I woke up very crabby and irritated today and I'm having a hard time getting over it. I debriefed it over coffee with my husband, and felt better afterward, but the crabbiness continues. In the shower I finally deduced that the root of my irritation today is covetousness. (Does God speak to you in the shower, too?)
I want stuff that I can't have and it's making me crabby.
On the one hand I feel a bit pathetic blogging about this, yet on the other hand I think it brings relief to all of us to have our ugly sinful natures admitted before others...it's like airing out the dirty laundry...it helps us remember that we all have dirty laundry, and it refreshes the soul.
So yes, I'm coveting. There you have it.
(Wanna know something funny? As I wrote the above paragraphs my pandora worship station was playing "I Need Thee Every Hour..." Ha! Might God be reminding me that He's what I need, and not stuff?)
In our suppertime family devotions we've been reading through the life of Moses. It's been fascinating to read this with our children. We've just recently gone through the 10 Commandments and have been talking about all of them, including "Thou shall not covet." And here I am, coveting.
As we were quizzing our kids on the commandments last night, Lillian said, "We're really good at the first one though! We don't worship any gods but Jesus!"
Oh the faith of a child, right? I smiled at her pure faith, but inside I was thinking, "Hmmm, am I actually good at that one? Or do I worship stuff and worldly fortune more than I ever want to admit?
Isn't covetousness weird, in that it just keeps increasing...the more you want stuff, the more stuff you want. And then as your desire for stuff grows, it just continues growing. And it makes you crabby and ungrateful and irritated and blinds you to the goodness all around you.
I mean, it's been human nature's problem ever since Eve in the garden, hasn't it? I guess that's what makes me feel okay about blogging about my own pathetic covetousness...I know it's plagued every human heart since Eve. The one tree that she was supposed to leave alone...she craved that very fruit. But why? She had so much available to her at her fingertips. Yet she wanted the one thing she wasn't supposed to have.
That's like me. My life is abundant far more than I could ever deserve or even could have asked for. I get to stay home with my kiddos. I just had a "toast date" with my two year old, for goodness sake. At 10AM on a weekday morning I got to sit at the kitchen table and eat melty peanut butter on toasted english muffins with my baby. (And actually, I can do this every day.) I mean, how much more could I ask for, really?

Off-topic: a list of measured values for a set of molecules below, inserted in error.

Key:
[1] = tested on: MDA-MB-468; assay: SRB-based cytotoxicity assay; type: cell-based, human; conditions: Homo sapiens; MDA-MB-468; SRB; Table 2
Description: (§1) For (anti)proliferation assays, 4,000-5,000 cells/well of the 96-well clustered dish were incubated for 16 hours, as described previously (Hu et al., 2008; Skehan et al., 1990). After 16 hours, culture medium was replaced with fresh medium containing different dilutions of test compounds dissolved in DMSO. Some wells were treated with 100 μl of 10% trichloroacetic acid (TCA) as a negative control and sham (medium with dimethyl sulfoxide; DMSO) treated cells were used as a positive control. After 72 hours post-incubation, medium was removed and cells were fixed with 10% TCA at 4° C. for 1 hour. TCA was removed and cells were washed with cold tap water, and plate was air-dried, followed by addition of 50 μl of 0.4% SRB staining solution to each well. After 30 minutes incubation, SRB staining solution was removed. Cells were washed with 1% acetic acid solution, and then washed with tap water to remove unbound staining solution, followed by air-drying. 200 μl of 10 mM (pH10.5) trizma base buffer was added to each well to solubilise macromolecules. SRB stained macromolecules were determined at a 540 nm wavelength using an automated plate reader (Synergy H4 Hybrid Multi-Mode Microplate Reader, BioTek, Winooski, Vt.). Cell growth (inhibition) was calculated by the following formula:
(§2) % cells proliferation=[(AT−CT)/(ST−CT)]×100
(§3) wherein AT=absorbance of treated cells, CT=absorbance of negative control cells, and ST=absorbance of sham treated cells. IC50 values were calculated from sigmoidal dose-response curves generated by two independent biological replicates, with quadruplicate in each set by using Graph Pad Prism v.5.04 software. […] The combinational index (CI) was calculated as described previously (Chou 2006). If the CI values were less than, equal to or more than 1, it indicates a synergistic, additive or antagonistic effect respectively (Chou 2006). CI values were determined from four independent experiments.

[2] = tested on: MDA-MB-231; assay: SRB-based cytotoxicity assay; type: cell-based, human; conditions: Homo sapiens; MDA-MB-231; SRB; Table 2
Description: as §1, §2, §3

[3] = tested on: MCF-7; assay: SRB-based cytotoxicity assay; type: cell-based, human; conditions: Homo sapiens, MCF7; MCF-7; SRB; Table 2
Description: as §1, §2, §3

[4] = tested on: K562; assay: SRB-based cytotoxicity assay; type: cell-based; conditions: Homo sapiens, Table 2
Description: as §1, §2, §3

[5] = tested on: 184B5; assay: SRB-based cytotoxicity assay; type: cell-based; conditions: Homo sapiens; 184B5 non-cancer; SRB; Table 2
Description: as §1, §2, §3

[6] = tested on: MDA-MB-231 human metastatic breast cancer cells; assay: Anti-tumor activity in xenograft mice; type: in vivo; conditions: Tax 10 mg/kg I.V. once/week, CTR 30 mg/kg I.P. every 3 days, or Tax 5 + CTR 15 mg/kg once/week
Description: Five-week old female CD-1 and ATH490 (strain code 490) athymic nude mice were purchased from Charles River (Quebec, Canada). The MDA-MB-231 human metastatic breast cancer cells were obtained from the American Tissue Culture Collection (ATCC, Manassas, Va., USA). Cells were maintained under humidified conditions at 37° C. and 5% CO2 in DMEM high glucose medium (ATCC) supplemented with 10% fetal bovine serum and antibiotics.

But that's the nature of covetousness. It doesn't make sense. It's not rational.
I think my coveting came on this time because we just saw our credit card bill for the last month and it's obvious that we need a spending freeze. Summer fun, four kids' birthdays, school clothes, school supplies, kids' shoes, home projects, and a growing family's growing grocery bill all sent our last month's expenses way overboard and we need to back off.
It's not a huge deal...a bit concerning, but it'll be fine.
But you know how it is....once you decide to have a spending freeze, suddenly you want everything in every magazine that comes your way. We just got a new scholastic book-order last night at Back to Preschool Night for Gregory, and I want to order all the books for my kids. I want edging around my flowerbeds and a sprinkler system so that our grass actually grows. I want to go out for lunch today and spend three nights at a fancy hotel alone with my husband. I want new living room furniture. Today on facebook I saw friends in Manhattan, Ireland, and Hawaii, and I'm sorry to say that I'm a bit jealous of them all.
I want, I want, I want.
But I don't need any of these things.
So I turn my eyes to Jesus and ask Him to open my eyes to the abundance around me. The creamy peanut butter and english muffins and soft carpet and full refrigerator and overflowing pantry and full closets and the six full tummies that live in this home. My husband works way too hard for our family for me to be crabby about all the trite foolish things I think I want.
And when my eyes are fixed on Jesus, I realize I don't really want any of it.
I just want us, healthy and faithfully walking with God. And I want Jesus. And that in itself is more abundance than I could ever really ask for.
And again, God is so clearly speaking to me through His choice of songs on my pandora station. As I close, I hear the lyrics of "Be Thou My Vision" coming through my kitchen speakers:
Riches I heed not nor man's empty praise
Thou mine inheritance now and always
Thou and thou only first in my heart
High King of heaven my treasure Thou are